This paper surveys and extends models and algorithms for identifying binding sites in non-coding regions of DNA. These sites control the transcription of genes into messenger RNA in preparation for translation into proteins. We summarize the underlying biology, review three different models for binding site identification, and present a unified model that borrows from the previous models and integrates their main features. We then describe maximum likelihood and maximum a posteriori algorithms for fitting the unified model to data. Finally, we conclude with a prospectus of future data analyses and theoretical research.

# Your search: "author:"Lange, Kenneth""

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## Scholarly Works (25 results)

Affymetrix’s SNP (single nucleotide polymorphism) genotyping chips have increased the scope and decreased the cost of gene mapping studies. Because each SNP is queried by mul- tiple DNA probes, the chips present interesting challenges in genotype calling. Traditional clustering methods distinguish the three genotypes of a SNP fairly well given a large enough sample of unrelated individuals or a training sample of known genotypes. The present pa- per describes our attempt to improve genotype calling by constructing Gaussian penetrance models with empirically derived priors. The priors stabilize parameter estimation and borrow information collectively gathered on tens of thousands of SNPs. When data from related family members are available, Gaussian penetrance models capture the correlations in signals between relatives. With these advantages in mind, we apply the models to Affymetrix probe intensity data on 10,000 SNPs gathered on 63 genotyped individuals spread over eight pedigrees. We integrate the genotype calling model with pedigree analysis and examine a sequence of sym- metry hypotheses involving the correlated probe signals. The symmetry hypotheses raise novel mathematical issues of parameterization. Using the BIC criterion, we select the best combi- nation of symmetry assumptions. Compared to the genotype calling results obtained from Affymetrix’s software, we are able to reduce the number of no-calls substantially and quan- tify the level of confidence in all calls. Once pedigree analysis software can accommodate soft penetrances, we can expect to see more reliable association and linkage studies with less wasted genotyping data.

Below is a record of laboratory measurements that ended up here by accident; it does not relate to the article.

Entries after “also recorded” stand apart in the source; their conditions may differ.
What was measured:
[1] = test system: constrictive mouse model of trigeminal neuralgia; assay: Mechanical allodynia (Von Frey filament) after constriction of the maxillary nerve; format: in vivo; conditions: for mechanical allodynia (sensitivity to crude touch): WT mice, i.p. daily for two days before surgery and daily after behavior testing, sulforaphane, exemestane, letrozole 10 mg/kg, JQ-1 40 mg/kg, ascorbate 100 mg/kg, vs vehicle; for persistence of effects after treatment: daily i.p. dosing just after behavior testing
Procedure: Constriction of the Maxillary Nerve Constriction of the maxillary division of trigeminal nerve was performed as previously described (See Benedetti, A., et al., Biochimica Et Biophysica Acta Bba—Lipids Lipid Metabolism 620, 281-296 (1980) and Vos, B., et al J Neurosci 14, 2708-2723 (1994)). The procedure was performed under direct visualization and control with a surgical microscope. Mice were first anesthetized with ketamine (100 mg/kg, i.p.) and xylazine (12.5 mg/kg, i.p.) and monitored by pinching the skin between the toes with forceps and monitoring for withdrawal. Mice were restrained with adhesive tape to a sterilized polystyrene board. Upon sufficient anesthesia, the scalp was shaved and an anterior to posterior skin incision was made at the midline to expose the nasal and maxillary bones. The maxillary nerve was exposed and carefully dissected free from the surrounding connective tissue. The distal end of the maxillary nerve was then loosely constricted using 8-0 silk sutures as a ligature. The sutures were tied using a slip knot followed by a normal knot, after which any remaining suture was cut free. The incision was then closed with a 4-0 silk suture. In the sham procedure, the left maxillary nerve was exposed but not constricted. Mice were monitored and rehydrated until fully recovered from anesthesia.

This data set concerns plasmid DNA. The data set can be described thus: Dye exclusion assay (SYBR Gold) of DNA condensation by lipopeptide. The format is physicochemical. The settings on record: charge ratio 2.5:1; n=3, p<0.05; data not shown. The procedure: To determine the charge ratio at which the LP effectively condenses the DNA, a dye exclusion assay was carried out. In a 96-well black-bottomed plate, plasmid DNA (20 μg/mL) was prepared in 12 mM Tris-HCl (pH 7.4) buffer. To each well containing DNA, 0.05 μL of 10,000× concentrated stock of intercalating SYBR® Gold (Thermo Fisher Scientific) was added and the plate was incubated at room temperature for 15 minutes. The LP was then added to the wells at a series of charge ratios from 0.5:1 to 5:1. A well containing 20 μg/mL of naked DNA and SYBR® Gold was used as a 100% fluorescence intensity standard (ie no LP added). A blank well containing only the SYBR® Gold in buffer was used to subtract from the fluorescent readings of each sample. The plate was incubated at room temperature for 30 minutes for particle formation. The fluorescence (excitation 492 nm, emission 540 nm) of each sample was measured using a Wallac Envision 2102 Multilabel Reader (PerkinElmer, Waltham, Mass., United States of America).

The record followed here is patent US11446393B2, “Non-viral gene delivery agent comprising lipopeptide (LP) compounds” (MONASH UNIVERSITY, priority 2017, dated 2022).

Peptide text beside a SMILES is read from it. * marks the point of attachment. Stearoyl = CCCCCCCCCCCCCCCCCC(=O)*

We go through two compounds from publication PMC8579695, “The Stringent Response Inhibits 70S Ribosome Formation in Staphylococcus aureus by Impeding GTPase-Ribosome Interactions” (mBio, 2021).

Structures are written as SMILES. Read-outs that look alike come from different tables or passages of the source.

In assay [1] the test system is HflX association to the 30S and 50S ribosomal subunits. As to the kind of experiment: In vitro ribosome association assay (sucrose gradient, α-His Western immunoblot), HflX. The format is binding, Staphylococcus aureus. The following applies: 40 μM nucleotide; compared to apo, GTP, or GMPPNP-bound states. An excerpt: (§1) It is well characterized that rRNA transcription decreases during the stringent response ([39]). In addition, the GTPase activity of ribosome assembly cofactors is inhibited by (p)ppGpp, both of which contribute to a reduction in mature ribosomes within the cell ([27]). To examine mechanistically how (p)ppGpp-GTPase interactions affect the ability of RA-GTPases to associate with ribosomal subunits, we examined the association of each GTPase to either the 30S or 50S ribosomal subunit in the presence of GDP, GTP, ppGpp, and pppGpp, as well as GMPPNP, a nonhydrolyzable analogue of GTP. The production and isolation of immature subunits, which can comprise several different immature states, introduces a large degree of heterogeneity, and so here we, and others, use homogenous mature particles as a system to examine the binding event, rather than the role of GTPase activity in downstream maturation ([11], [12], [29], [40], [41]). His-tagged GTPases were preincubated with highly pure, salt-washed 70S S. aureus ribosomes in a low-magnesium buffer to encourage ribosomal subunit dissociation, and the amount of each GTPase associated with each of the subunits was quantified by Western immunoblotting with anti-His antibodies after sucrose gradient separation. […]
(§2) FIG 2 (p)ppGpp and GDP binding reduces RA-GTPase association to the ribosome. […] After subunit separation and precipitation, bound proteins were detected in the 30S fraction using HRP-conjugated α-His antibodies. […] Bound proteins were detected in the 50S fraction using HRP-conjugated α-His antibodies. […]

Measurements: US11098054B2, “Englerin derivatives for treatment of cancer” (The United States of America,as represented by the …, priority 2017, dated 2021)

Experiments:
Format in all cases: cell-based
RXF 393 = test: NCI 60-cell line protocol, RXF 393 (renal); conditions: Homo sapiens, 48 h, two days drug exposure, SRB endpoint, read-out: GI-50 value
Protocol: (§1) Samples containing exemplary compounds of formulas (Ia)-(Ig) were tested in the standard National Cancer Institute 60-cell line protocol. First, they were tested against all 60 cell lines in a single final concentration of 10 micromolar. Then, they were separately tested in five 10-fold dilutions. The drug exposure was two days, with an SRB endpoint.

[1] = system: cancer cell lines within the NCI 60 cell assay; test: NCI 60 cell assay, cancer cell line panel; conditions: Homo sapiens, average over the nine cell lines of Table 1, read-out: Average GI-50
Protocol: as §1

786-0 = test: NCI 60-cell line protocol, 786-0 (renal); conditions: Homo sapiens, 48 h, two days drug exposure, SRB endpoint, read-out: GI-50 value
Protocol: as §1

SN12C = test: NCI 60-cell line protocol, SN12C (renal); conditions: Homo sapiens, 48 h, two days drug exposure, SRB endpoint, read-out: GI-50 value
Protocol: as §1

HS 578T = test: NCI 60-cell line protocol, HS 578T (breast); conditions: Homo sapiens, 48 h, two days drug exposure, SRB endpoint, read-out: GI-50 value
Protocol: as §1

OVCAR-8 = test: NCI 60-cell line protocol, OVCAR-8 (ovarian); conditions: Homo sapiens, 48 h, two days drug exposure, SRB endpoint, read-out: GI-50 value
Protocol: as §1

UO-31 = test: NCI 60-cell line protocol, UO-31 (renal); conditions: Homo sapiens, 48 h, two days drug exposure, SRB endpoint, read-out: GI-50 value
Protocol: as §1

Quadratic ma jorizations for real-valued functions of a real variable are analyzed, and the concept of sharp ma jorization is introduced and studied. Applications to logistic and robust loss functions are discussed.

We propose a dictionary model for haplotypes. According to the model, a haplotype is con- structed by randomly concatenating haplotype segments from a given dictionary of segments. A haplotype block is defined as a set of haplotype segments that begin and end with the same pair of markers. In this framework, haplotype blocks can overlap, and the model provides a setting for testing the accuracy of simpler models invoking only nonoverlapping blocks. Each haplotype segment in a dictionary has an assigned probability and alternate spellings that ac- count for genotyping errors and mutation. The model also allows for missing data, unphased genotypes, and prior distribution of parameters. Likelihood evaluations rely on forward and backward recurrences similar to the ones encountered in hidden Markov models. Parameter estimation is carried out with an EM algorithm. The search for the optimal dictionary is a particularly difficult because of the variable dimension of the model space. We define a mini- mum description length criteria to evaluate each dictionary and use a combination of greedy search and careful initialization to select a best dictionary for a given data set. Application of the model to simulated data gives encouraging results. In a real data set, we are able to reconstruct a parsimonious dictionary that captures patterns of linkage disequilibrium well.

The advent of the Big Data era has spawned intense interest in scalable mathematical optimization methods. Traditional approaches such as Newton’s method fall apart whenever the features outnumber the examples in a data set. Consequently, researchers have intensely developed first-order methods that rely only on gradients and subgradients of a cost function.

In this dissertation we focus on projected gradient methods for large-scale con-

strained optimization. We develop a particular case of a proximal gradient method

called the proximal distance algorithm. Proximal distance algorithms combine the

classical penalty method of constrained minimization with distance majorization. To